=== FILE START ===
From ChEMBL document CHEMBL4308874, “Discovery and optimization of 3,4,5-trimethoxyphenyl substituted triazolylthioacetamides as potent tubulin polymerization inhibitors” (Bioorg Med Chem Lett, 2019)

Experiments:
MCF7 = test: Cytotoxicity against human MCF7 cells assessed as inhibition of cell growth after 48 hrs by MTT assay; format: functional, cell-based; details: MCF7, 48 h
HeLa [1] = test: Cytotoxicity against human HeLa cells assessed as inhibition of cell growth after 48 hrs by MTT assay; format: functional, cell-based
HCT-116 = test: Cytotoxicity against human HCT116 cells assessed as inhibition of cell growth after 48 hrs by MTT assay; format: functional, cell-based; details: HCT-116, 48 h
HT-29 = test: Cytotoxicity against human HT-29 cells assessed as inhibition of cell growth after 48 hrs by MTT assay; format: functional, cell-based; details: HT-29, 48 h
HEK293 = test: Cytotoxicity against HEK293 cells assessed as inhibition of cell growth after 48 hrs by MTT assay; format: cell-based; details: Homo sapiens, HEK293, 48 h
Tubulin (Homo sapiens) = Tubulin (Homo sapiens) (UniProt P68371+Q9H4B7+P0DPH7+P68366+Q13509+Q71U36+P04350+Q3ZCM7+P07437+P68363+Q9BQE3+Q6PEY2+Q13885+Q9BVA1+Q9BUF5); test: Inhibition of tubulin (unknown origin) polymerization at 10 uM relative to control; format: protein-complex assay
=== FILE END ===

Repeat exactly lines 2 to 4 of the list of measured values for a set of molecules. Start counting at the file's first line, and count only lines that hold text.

Experiments:
MCF7 = test: Cytotoxicity against human MCF7 cells assessed as inhibition of cell growth after 48 hrs by MTT assay; format: functional, cell-based; details: MCF7, 48 h
HeLa [1] = test: Cytotoxicity against human HeLa cells assessed as inhibition of cell growth after 48 hrs by MTT assay; format: functional, cell-based